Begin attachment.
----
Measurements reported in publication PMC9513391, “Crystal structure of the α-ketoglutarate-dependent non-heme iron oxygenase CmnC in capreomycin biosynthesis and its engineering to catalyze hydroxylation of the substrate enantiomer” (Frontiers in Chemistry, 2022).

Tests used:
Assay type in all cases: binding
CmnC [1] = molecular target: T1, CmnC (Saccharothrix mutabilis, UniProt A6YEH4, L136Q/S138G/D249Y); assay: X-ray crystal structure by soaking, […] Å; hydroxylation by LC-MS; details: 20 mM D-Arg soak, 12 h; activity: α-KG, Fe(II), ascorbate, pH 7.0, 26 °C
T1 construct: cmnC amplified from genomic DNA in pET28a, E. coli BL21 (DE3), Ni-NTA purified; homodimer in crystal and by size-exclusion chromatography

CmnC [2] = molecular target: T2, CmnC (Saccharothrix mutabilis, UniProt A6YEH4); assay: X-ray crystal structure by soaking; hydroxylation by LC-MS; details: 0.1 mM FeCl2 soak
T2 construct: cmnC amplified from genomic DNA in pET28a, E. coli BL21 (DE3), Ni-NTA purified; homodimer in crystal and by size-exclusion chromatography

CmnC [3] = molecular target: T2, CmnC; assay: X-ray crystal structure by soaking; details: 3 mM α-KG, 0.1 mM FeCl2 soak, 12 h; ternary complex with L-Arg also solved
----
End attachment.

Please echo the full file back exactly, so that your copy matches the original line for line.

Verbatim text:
Measurements reported in publication PMC9513391, “Crystal structure of the α-ketoglutarate-dependent non-heme iron oxygenase CmnC in capreomycin biosynthesis and its engineering to catalyze hydroxylation of the substrate enantiomer” (Frontiers in Chemistry, 2022).

Tests used:
Assay type in all cases: binding
CmnC [1] = molecular target: T1, CmnC (Saccharothrix mutabilis, UniProt A6YEH4, L136Q/S138G/D249Y); assay: X-ray crystal structure by soaking, […] Å; hydroxylation by LC-MS; details: 20 mM D-Arg soak, 12 h; activity: α-KG, Fe(II), ascorbate, pH 7.0, 26 °C
T1 construct: cmnC amplified from genomic DNA in pET28a, E. coli BL21 (DE3), Ni-NTA purified; homodimer in crystal and by size-exclusion chromatography

CmnC [2] = molecular target: T2, CmnC (Saccharothrix mutabilis, UniProt A6YEH4); assay: X-ray crystal structure by soaking; hydroxylation by LC-MS; details: 0.1 mM FeCl2 soak
T2 construct: cmnC amplified from genomic DNA in pET28a, E. coli BL21 (DE3), Ni-NTA purified; homodimer in crystal and by size-exclusion chromatography

CmnC [3] = molecular target: T2, CmnC; assay: X-ray crystal structure by soaking; details: 3 mM α-KG, 0.1 mM FeCl2 soak, 12 h; ternary complex with L-Arg also solved